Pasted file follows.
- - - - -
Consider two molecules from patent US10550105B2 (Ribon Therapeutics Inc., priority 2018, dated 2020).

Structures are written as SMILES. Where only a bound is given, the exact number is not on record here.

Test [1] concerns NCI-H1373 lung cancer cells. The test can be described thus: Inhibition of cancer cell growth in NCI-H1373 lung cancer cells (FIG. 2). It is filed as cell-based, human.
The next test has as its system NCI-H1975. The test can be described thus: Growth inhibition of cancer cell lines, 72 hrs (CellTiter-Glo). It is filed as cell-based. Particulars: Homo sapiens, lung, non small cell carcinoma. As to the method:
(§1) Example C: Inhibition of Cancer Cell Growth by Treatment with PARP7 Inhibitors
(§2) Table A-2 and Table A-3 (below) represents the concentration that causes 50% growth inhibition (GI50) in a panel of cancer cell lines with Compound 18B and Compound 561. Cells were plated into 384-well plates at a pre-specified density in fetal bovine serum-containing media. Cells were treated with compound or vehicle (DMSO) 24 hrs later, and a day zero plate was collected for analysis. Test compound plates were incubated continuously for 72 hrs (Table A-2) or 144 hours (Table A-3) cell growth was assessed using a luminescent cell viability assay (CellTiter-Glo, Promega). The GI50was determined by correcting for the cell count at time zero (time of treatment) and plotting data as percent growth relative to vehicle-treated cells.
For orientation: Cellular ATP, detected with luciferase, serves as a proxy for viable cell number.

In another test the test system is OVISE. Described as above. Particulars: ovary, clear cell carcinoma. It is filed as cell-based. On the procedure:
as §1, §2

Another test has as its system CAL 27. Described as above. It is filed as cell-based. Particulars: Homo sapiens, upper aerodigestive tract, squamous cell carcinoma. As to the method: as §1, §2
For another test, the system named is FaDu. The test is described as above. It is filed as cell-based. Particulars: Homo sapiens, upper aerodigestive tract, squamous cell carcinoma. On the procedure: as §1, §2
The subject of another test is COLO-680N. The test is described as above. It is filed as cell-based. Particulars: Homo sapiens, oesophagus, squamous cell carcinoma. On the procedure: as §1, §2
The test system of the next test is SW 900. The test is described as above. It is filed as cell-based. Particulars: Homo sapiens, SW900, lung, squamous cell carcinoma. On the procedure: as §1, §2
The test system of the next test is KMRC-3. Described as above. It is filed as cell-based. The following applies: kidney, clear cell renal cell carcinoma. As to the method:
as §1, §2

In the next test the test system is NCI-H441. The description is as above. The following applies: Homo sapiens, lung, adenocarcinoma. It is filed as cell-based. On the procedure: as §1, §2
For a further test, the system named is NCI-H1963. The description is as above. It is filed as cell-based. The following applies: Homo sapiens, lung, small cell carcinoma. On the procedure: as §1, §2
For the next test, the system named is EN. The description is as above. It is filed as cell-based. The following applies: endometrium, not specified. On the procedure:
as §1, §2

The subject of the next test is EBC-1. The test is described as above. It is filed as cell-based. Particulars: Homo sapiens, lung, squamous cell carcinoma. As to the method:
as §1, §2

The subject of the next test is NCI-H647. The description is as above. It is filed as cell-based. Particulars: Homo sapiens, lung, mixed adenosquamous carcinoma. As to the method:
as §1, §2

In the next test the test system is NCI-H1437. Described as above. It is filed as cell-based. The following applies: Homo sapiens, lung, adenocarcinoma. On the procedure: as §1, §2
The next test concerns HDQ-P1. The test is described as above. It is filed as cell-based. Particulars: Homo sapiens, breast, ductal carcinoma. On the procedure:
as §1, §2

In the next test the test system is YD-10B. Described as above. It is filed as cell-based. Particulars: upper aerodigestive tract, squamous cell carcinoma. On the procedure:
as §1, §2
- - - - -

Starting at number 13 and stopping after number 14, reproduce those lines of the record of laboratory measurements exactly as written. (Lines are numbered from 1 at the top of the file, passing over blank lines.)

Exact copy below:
The test system of the next test is SW 900. The test is described as above. It is filed as cell-based. Particulars: Homo sapiens, SW900, lung, squamous cell carcinoma. On the procedure: as §1, §2
The test system of the next test is KMRC-3. Described as above. It is filed as cell-based. The following applies: kidney, clear cell renal cell carcinoma. As to the method: